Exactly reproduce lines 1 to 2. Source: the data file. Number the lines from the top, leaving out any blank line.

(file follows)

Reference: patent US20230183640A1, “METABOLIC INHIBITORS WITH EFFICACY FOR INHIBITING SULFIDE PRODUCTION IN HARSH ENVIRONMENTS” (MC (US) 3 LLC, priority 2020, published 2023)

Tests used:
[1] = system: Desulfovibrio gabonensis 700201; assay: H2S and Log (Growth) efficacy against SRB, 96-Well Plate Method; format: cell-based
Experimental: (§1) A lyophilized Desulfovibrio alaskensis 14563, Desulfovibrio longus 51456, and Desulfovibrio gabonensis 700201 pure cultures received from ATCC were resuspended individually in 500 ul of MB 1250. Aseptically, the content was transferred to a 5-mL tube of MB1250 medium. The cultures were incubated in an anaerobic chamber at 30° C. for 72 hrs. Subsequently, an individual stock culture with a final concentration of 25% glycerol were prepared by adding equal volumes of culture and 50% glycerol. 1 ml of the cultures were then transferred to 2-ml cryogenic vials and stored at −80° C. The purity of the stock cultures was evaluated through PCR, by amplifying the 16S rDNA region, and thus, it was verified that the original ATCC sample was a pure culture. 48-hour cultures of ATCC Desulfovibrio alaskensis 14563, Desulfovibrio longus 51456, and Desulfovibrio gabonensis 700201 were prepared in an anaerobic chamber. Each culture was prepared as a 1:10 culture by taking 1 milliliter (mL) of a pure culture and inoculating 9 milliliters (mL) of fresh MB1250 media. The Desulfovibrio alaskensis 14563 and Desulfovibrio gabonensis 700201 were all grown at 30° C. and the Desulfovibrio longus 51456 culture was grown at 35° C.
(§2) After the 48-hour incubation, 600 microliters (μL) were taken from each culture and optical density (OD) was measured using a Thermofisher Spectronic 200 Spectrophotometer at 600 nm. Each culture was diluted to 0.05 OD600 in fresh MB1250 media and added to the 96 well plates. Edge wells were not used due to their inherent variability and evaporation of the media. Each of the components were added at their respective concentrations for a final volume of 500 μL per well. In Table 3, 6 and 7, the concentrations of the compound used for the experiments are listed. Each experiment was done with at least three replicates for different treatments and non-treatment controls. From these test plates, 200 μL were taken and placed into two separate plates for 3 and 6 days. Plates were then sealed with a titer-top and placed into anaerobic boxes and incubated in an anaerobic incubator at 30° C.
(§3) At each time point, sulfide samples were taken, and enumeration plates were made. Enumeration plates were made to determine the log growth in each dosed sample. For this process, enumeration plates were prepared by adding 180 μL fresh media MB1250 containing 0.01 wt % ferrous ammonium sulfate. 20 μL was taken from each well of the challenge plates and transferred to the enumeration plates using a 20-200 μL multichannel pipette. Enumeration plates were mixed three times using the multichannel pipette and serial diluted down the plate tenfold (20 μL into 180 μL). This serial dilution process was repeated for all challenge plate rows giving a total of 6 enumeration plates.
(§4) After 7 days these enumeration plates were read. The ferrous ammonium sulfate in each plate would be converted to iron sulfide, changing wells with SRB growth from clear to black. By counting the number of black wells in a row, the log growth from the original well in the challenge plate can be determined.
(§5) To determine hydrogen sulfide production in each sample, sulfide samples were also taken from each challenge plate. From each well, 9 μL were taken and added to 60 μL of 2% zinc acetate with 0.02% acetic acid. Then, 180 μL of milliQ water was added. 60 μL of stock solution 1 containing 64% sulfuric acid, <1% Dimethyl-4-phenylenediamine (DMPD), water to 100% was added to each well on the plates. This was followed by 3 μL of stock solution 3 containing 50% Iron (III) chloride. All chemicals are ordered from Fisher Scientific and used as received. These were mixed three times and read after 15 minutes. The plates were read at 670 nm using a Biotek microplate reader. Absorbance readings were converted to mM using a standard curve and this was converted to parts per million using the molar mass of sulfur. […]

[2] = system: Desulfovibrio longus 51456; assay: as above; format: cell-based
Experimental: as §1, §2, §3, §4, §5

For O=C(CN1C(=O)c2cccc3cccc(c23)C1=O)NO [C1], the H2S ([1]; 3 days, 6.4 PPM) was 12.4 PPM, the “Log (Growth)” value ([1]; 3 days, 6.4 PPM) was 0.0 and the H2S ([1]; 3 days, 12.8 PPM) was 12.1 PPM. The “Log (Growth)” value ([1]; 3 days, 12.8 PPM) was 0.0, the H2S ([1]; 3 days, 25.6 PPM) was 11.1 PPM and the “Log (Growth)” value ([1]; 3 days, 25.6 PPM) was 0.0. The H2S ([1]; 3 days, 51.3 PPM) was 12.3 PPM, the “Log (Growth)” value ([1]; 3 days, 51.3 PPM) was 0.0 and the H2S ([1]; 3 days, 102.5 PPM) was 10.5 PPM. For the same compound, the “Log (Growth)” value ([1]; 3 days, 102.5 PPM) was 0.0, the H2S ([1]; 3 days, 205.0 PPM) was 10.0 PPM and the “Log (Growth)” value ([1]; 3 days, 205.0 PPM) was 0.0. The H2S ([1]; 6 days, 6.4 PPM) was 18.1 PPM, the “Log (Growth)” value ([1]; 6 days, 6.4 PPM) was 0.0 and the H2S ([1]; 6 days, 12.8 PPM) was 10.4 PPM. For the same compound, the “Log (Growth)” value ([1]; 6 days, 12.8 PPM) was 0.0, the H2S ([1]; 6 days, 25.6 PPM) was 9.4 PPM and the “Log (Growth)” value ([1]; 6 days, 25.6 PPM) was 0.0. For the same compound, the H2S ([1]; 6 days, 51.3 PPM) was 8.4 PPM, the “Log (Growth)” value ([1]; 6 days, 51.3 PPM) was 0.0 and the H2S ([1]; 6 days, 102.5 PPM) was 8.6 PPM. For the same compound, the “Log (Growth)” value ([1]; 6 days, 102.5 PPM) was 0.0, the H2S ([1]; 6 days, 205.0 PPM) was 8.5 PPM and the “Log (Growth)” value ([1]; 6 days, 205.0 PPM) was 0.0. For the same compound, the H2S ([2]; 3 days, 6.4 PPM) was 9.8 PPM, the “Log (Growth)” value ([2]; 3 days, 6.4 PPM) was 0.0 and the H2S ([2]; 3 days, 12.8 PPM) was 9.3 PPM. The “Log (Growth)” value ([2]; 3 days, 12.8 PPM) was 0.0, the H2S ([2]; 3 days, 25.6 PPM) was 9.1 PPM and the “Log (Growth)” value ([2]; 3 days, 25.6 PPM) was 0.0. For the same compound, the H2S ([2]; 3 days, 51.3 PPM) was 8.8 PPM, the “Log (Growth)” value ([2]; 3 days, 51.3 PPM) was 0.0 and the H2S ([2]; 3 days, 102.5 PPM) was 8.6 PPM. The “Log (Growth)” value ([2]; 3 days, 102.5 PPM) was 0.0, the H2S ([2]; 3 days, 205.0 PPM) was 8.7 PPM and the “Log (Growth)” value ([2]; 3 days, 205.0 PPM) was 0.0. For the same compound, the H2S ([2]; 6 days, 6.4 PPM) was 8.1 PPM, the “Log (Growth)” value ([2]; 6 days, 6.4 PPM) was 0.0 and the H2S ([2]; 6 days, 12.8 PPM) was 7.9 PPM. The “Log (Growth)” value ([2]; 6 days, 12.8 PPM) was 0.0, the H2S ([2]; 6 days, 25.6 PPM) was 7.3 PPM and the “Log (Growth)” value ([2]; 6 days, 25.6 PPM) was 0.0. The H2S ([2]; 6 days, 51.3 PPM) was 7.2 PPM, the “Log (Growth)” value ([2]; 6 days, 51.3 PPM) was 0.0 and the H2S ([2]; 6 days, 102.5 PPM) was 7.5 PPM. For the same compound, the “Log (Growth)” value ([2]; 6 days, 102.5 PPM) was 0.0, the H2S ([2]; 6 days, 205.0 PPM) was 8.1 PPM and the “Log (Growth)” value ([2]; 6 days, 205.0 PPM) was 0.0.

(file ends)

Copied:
Reference: patent US20230183640A1, “METABOLIC INHIBITORS WITH EFFICACY FOR INHIBITING SULFIDE PRODUCTION IN HARSH ENVIRONMENTS” (MC (US) 3 LLC, priority 2020, published 2023)

Tests used: